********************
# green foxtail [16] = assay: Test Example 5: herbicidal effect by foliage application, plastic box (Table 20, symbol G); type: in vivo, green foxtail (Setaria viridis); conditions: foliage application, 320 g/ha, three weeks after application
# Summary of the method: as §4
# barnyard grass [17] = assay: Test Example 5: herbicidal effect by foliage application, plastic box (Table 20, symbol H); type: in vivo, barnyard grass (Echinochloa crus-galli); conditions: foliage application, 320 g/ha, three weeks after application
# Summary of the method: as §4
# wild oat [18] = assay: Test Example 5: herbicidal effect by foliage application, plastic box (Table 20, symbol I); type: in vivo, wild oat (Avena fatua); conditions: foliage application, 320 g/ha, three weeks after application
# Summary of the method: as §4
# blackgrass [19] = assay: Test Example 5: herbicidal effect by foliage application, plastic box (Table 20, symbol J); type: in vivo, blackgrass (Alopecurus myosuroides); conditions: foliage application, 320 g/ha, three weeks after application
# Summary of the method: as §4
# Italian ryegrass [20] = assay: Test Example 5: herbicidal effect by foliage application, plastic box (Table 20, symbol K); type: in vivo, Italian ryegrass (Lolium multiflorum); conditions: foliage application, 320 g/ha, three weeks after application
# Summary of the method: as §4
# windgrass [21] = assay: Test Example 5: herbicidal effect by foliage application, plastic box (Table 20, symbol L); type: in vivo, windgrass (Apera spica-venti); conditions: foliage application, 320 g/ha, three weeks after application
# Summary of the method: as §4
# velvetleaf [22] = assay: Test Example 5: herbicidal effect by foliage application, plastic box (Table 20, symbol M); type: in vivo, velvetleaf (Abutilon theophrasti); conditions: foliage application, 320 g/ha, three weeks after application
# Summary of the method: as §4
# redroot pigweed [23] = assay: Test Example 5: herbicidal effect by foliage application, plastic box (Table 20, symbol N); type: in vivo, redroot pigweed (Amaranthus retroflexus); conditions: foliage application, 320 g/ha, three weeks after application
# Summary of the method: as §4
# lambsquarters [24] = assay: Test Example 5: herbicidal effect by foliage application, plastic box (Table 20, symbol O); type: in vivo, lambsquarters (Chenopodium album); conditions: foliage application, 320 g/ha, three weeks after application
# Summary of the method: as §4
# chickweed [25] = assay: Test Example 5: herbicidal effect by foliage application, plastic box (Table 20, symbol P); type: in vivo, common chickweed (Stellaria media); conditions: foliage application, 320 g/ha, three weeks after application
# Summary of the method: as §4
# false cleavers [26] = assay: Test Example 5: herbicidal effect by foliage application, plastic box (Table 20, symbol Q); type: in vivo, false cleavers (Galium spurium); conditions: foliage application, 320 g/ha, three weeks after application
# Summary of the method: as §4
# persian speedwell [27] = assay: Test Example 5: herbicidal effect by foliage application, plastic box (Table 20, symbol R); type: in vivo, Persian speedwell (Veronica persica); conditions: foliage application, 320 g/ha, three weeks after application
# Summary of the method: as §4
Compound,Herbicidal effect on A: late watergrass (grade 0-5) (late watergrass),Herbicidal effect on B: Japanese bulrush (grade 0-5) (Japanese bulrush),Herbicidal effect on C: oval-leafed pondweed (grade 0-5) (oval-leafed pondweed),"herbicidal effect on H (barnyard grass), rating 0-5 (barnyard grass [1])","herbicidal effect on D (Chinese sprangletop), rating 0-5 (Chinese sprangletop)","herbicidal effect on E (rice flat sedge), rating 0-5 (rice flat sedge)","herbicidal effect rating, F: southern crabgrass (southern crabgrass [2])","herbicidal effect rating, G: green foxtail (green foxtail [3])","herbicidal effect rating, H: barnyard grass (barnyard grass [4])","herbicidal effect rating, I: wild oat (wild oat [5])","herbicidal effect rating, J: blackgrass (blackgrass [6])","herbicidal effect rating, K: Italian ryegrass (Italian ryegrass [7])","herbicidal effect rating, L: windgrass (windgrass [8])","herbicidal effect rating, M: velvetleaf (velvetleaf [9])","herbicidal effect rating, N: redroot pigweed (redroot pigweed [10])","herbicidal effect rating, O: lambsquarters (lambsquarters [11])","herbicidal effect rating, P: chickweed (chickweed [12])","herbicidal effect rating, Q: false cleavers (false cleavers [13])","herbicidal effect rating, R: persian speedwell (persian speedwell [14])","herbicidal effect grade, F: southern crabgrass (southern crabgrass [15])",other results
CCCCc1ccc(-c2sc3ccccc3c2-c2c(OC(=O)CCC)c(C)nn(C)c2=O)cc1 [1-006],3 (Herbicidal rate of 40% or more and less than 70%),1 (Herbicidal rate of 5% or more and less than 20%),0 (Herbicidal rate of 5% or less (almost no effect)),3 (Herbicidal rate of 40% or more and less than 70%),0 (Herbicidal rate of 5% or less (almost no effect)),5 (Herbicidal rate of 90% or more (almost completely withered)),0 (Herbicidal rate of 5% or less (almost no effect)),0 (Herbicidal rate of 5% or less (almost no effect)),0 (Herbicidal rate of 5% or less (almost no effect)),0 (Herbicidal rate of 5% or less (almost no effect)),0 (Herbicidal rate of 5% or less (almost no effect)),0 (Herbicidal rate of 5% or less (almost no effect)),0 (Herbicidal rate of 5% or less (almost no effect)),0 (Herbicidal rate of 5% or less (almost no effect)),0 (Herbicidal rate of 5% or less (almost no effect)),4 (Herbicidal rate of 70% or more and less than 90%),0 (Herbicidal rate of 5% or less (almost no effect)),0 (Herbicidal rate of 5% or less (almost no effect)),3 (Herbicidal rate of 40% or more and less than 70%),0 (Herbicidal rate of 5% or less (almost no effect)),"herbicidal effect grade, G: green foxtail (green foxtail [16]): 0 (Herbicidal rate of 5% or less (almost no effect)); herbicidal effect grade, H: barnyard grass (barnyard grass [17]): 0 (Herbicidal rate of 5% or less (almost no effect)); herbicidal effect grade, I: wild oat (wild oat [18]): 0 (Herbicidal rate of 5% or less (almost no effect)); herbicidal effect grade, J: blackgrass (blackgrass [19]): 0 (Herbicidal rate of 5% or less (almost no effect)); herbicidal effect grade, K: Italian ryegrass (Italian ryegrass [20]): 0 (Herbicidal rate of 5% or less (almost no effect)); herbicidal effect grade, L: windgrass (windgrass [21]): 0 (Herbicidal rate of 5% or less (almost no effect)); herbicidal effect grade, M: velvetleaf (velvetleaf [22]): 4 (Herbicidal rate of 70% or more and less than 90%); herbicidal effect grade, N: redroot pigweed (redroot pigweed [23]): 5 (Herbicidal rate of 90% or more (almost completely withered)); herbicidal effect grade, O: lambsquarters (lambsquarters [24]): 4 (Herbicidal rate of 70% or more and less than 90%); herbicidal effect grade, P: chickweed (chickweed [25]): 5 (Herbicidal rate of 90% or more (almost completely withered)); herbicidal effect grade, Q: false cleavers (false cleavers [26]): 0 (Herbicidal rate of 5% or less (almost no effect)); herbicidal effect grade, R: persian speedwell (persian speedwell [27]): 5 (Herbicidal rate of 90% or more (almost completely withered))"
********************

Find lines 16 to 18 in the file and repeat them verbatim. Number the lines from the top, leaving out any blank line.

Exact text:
# Summary of the method: as §4
# lambsquarters [24] = assay: Test Example 5: herbicidal effect by foliage application, plastic box (Table 20, symbol O); type: in vivo, lambsquarters (Chenopodium album); conditions: foliage application, 320 g/ha, three weeks after application
# Summary of the method: as §4